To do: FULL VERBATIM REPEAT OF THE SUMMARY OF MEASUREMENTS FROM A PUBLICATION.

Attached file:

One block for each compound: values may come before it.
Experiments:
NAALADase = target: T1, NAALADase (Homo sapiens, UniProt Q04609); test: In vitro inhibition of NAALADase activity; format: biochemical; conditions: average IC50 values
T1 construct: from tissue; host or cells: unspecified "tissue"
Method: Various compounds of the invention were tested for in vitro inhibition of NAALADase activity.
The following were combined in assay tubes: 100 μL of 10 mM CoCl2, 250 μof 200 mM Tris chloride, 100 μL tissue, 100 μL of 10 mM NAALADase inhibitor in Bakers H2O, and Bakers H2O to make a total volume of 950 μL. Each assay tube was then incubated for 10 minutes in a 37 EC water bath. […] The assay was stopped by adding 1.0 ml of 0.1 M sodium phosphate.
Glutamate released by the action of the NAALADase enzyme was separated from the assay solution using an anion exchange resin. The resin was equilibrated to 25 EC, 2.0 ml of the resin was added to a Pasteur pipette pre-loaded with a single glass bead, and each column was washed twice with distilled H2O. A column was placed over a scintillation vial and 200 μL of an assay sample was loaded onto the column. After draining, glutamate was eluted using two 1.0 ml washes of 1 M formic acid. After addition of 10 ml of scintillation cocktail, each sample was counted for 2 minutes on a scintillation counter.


One block for each compound: values may come before it.
Experiments:
NAALADase = target: T1, NAALADase (Homo sapiens, UniProt Q04609); test: In vitro inhibition of NAALADase activity; format: biochemical; conditions: average IC50 values
T1 construct: from tissue; host or cells: unspecified "tissue"
Method: Various compounds of the invention were tested for in vitro inhibition of NAALADase activity.
The following were combined in assay tubes: 100 μL of 10 mM CoCl2, 250 μof 200 mM Tris chloride, 100 μL tissue, 100 μL of 10 mM NAALADase inhibitor in Bakers H2O, and Bakers H2O to make a total volume of 950 μL. Each assay tube was then incubated for 10 minutes in a 37 EC water bath. […] The assay was stopped by adding 1.0 ml of 0.1 M sodium phosphate.
Glutamate released by the action of the NAALADase enzyme was separated from the assay solution using an anion exchange resin. The resin was equilibrated to 25 EC, 2.0 ml of the resin was added to a Pasteur pipette pre-loaded with a single glass bead, and each column was washed twice with distilled H2O. A column was placed over a scintillation vial and 200 μL of an assay sample was loaded onto the column. After draining, glutamate was eluted using two 1.0 ml washes of 1 M formic acid. After addition of 10 ml of scintillation cocktail, each sample was counted for 2 minutes on a scintillation counter.